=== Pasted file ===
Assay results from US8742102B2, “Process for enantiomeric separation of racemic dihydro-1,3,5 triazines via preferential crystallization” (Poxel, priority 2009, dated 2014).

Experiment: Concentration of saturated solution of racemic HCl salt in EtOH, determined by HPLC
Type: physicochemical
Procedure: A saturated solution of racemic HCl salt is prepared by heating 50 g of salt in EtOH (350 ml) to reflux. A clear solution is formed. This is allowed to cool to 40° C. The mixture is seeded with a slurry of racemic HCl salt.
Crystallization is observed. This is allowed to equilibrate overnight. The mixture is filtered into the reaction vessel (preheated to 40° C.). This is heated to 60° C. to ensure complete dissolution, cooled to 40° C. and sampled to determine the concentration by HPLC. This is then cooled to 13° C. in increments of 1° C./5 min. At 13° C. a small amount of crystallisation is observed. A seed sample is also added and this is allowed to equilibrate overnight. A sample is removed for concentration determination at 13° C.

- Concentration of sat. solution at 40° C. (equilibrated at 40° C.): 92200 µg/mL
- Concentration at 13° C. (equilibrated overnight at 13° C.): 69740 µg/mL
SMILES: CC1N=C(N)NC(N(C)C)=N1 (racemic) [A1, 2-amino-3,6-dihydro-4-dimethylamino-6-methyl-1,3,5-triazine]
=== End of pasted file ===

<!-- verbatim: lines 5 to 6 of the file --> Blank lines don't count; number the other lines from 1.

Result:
Crystallization is observed. This is allowed to equilibrate overnight. The mixture is filtered into the reaction vessel (preheated to 40° C.). This is heated to 60° C. to ensure complete dissolution, cooled to 40° C. and sampled to determine the concentration by HPLC. This is then cooled to 13° C. in increments of 1° C./5 min. At 13° C. a small amount of crystallisation is observed. A seed sample is also added and this is allowed to equilibrate overnight. A sample is removed for concentration determination at 13° C.

- Concentration of sat. solution at 40° C. (equilibrated at 40° C.): 92200 µg/mL